WorldRemit’s founder, Ismail Ahmed, has launched a new foundation fund to drive entrepreneurial development in Somaliland.
Ahmed, recently said that aid agencies are hindering development and undermining efforts to attract investment in Somaliland.
Ahmed, who has launched the Sahamiye Foundation, with a 10-year plan to give away more than half of his wealth, amounting to $500m (£365m), to help Somaliland, said the country has had to battle “negative PR” from aid agencies exaggerating their role to protect their interests.
The fund will help Somaliland, primarily in health and education.
Though Somaliland has 4.4 million inhabitants and its own currency, army and parliament, it remains an unrecognised country and so does not receive funds from the World Bank or International Monetary Fund.
“In choosing to move away from traditional solutions offered by the aid sector, Somaliland has received very little development assistance,” said Ahmed.
"The group therefore wants to help the country move past “traditional models of donor funding and towards a more entrepreneurial, scale-up approach."
In the early days of the pandemic, Ahmed said, the World Bank predicted that remittances – money transferred back to their country by migrant workers – to sub-Saharan Africa would drop by 23%.
The Somali government forecast that transfers would fall by up to 40%. Aid agencies claimed remittances would “more or less collapse”, Ahmed, told the Guardian, adding that as the media reported this, food prices went up and businesses cut investment.
“This did more harm than good in Africa. They had no basis to say this,” he said. “I’ve been involved in remittances for 40 years. We have hard data to show what was happening. They never bothered to check the facts.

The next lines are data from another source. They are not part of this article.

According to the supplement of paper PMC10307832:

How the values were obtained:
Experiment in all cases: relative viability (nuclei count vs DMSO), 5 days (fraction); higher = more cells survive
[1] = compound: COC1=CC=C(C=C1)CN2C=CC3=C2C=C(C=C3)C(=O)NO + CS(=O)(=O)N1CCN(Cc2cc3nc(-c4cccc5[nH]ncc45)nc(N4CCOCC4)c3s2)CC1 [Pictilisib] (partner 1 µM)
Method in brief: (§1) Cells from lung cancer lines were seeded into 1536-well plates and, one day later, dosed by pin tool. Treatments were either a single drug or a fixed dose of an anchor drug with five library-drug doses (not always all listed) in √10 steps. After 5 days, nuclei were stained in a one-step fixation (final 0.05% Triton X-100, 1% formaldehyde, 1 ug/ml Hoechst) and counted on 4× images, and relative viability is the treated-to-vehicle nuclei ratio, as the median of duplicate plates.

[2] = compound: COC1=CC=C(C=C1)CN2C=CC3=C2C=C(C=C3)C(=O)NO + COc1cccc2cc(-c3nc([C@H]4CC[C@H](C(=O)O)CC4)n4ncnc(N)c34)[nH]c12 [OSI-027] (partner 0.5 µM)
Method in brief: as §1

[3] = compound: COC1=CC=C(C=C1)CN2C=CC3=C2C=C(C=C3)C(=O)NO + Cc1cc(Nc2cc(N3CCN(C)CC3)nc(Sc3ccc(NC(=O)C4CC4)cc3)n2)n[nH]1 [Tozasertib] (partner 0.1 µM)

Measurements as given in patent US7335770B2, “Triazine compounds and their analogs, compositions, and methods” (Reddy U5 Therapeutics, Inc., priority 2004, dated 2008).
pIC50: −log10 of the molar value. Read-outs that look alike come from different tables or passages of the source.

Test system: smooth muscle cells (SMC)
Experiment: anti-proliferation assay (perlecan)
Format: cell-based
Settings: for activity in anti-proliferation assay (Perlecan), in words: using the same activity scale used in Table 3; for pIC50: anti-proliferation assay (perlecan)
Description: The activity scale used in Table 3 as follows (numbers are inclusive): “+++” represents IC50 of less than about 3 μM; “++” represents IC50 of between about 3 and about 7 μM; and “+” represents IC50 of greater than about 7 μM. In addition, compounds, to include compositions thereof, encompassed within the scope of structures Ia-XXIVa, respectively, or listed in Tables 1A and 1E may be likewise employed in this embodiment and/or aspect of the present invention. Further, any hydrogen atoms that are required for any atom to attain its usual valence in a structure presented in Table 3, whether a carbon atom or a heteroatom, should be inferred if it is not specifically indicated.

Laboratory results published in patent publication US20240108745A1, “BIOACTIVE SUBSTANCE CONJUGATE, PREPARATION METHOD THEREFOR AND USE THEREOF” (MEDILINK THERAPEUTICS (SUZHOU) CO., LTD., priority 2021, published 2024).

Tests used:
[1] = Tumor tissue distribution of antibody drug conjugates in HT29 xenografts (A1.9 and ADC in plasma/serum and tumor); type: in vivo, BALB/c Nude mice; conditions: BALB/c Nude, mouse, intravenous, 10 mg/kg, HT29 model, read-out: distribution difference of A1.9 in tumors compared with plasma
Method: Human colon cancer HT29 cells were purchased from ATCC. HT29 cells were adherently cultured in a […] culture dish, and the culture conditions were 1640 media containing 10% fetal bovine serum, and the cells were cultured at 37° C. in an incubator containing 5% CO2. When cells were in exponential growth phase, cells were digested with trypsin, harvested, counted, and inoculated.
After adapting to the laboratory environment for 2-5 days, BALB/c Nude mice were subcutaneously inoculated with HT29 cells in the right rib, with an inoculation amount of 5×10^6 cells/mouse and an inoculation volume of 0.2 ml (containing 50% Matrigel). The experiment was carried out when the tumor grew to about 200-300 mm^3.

Ahmed came to the UK as a refugee from the war that broke out in Somaliland in 1988. Arriving with $60 to his name, he spent his summers picking strawberries in Kent to send money back to his family, then in an east African refugee camp. He returned to Somaliland in 1992 for his PhD research into remittances.
He worked for the World Bank and the UN, where he thought he “could make a difference”. Instead, he witnessed corruption while working in Nairobi and became a whistleblower, which lost him his job.
Four years later, he won compensation from the UN and he used the money to launch WorldRemit in 2010. It has gone on to become one of the world’s largest digital cross-border payment companies.
Meanwhile, other organisations other than the Sahamiye Foundation have invested in the country over the years.
Port operator DP World announced a $442 million investment into the country back in 2018. Then last year, GUUL Group announced a $100 million, five-year investment.
The Sahamiye Foundation has already launched a number of initiatives. These include free app Daariz, which helps those with low literacy skills learn the Somali language.
‘Books for Change’, another of Ahmed’s initiatives, supplies one million low-priced books every year to the country. Whilst ‘Resources for Schools’ provides a range of digital and print educational materials to schools and colleges.
The WorldRemit founder has also donated $1 million worth of personal protective equipment (PPE) and Covid-19 laboratory testing equipment to Somaliland.